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Linux Journal: Shell Functions and Path Variables, Part 3

Apr 28, 2000, 20:25 (0 Talkback[s])
(Other stories by Steve Collyer)

"In this final article in the series, I'll describe the remaining path handling functions and point out a few implementation issues. Before I do that, however, I will describe a utility called makepath. This reads either standard input or its argument list, builds a colon-separated path variable (pathvar) from those lines read and echoes it to standard output. For example:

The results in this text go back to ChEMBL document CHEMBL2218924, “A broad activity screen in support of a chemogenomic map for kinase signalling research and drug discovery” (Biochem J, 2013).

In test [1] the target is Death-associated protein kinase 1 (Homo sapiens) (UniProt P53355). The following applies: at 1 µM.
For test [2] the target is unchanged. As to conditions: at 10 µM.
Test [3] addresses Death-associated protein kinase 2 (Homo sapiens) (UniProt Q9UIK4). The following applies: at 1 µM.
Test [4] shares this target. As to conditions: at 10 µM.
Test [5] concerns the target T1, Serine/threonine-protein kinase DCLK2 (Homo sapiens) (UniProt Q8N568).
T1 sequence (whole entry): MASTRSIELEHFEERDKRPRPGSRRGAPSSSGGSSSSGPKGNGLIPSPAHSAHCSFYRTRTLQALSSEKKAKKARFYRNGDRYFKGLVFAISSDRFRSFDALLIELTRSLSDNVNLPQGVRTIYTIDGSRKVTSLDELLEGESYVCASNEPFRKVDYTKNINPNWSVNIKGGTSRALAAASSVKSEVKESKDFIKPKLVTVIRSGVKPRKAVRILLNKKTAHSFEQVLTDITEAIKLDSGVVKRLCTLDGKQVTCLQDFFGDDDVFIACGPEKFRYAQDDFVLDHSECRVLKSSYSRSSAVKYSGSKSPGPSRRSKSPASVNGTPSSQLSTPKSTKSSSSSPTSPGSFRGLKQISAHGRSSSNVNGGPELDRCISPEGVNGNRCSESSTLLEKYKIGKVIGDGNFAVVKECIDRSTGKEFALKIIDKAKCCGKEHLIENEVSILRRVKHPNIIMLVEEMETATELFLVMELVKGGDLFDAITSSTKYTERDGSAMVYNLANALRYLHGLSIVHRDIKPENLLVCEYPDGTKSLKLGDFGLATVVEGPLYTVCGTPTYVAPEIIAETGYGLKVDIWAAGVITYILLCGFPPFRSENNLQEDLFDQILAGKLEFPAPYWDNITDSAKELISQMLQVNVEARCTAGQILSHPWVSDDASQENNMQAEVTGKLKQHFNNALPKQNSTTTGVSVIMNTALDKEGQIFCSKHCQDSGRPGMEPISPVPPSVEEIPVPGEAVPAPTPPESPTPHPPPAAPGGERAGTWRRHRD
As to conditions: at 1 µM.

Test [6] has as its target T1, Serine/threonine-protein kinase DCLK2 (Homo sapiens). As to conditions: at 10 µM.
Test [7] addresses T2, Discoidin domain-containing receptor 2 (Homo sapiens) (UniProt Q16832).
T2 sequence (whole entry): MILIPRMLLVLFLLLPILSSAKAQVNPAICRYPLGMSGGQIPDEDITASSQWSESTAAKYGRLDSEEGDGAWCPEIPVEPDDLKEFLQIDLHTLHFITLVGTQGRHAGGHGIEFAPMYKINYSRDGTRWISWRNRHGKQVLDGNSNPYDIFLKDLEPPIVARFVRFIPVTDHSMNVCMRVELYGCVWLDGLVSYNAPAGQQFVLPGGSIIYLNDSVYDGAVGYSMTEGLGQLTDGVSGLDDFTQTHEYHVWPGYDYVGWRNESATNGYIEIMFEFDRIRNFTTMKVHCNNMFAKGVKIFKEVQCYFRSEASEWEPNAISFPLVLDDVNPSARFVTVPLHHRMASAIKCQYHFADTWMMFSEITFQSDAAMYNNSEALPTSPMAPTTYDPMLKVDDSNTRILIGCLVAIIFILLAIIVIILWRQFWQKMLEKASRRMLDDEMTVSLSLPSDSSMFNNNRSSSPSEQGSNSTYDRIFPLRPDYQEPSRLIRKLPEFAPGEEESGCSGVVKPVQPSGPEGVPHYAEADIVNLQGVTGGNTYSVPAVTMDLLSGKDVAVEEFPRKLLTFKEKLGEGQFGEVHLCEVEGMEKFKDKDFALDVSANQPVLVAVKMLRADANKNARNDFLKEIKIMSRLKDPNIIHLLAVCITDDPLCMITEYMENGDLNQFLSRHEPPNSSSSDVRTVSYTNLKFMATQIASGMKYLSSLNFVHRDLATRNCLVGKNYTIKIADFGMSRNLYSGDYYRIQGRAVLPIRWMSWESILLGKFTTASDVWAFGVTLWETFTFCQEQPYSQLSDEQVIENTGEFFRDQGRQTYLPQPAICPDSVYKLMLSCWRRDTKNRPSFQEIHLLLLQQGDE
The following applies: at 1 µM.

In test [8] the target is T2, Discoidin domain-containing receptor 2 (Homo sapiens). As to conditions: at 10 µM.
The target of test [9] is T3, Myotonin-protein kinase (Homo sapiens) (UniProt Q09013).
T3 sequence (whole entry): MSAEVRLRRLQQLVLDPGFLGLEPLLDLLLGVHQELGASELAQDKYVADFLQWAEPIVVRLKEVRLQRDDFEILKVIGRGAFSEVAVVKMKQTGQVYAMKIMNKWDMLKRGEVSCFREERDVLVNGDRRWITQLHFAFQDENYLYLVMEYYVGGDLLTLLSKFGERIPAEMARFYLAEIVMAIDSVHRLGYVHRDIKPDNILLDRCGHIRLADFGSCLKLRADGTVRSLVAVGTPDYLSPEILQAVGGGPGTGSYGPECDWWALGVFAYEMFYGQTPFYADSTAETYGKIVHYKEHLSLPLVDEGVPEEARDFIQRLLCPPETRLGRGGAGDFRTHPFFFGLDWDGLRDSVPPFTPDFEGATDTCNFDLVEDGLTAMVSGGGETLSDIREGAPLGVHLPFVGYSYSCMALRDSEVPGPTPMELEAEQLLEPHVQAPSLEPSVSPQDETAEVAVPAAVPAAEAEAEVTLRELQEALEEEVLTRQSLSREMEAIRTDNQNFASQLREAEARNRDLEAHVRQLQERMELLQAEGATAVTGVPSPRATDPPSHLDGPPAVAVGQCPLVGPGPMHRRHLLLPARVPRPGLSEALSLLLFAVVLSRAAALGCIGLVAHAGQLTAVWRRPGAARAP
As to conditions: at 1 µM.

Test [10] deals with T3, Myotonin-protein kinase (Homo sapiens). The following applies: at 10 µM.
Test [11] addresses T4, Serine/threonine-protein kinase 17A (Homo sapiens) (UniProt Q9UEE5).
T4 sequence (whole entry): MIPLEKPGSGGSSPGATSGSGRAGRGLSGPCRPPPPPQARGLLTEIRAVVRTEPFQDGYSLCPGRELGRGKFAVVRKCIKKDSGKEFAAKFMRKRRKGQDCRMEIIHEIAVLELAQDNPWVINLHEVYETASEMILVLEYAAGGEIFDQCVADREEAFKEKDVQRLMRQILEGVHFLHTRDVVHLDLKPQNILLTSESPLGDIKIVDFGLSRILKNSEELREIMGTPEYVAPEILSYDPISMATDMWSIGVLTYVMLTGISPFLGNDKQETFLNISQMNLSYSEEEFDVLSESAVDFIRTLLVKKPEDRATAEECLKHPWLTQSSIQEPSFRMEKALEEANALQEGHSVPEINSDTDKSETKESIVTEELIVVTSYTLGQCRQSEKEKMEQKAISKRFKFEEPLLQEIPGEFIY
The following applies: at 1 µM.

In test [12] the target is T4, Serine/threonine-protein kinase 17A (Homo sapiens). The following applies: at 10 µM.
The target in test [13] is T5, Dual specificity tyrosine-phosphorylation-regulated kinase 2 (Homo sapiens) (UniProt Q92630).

$ makepath /bin /usr/bin /opt/kde/bin
/bin:/usr/bin:/opt/kde/bin
"
"First, let's look at listpath, which echoes the pathels making up a pathvar on separate lines, as in:
$ listpath -p MANPATH
/usr/man
/usr/local/man
/opt/CC/man
"
"Using listpath has two advantages over merely echoing $MANPATH. First, it's much easier to read the pathels when they appear on separate lines; and secondly, you can pipe its output through grep..."

"UNIX can present a bewildering array of tools and techniques, and it's almost impossible for any individual to be intimately familiar with all of them. In my experience, the best developers carry around a large bag of simple but useful techniques and are able to combine them rapidly into a working solution. You don't need to know every detail of every tool to do useful work, but you do need a bag of tricks you understand."

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